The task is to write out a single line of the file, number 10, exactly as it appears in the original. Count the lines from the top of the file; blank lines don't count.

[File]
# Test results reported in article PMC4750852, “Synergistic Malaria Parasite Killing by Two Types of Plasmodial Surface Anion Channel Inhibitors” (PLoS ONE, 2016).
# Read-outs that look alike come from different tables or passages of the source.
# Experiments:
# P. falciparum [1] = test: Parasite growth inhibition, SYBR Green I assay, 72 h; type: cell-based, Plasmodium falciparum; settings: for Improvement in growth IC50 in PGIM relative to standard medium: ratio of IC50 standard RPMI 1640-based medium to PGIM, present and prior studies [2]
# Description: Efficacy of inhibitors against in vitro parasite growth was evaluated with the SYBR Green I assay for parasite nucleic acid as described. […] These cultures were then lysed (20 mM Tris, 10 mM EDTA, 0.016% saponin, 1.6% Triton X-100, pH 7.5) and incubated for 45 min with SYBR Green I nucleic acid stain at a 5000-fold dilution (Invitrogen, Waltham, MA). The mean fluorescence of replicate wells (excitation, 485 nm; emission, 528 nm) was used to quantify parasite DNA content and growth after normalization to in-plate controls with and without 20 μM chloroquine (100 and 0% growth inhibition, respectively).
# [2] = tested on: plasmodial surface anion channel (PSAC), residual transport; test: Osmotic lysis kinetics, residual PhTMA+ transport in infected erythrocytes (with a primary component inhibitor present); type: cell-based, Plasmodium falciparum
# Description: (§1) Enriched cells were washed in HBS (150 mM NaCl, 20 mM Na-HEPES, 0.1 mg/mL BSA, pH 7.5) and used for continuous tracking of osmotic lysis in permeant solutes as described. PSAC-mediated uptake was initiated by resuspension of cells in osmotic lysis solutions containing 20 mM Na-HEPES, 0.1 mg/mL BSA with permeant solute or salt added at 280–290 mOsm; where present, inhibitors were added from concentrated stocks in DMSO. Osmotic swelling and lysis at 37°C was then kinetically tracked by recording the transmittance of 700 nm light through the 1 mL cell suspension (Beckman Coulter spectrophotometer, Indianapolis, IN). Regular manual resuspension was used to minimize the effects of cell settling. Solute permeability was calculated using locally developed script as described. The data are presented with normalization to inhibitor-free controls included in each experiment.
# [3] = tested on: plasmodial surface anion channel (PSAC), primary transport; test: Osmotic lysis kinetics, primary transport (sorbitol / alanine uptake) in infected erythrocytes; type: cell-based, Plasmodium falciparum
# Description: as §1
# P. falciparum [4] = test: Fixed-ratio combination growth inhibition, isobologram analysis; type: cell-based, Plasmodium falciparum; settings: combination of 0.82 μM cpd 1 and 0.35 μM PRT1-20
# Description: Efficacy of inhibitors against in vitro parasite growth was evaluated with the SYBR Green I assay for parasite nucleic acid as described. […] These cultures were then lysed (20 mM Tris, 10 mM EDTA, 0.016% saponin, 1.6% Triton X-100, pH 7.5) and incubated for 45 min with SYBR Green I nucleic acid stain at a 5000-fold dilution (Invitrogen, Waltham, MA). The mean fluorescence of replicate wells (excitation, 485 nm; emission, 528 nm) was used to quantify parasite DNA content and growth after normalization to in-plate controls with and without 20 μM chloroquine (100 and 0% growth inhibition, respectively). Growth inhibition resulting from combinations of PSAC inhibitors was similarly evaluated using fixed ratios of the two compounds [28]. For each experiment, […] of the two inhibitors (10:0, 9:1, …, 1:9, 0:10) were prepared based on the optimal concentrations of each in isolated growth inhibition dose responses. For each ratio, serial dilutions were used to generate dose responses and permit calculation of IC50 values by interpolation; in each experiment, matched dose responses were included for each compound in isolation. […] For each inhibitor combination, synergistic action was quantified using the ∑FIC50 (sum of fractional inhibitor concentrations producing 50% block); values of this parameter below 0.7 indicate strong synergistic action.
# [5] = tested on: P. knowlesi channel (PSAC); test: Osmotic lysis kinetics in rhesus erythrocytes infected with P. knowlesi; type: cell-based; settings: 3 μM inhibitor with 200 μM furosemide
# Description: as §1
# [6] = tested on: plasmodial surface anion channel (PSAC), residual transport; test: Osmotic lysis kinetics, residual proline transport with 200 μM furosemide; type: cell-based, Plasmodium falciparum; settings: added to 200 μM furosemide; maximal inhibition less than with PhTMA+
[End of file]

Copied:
# P. falciparum [4] = test: Fixed-ratio combination growth inhibition, isobologram analysis; type: cell-based, Plasmodium falciparum; settings: combination of 0.82 μM cpd 1 and 0.35 μM PRT1-20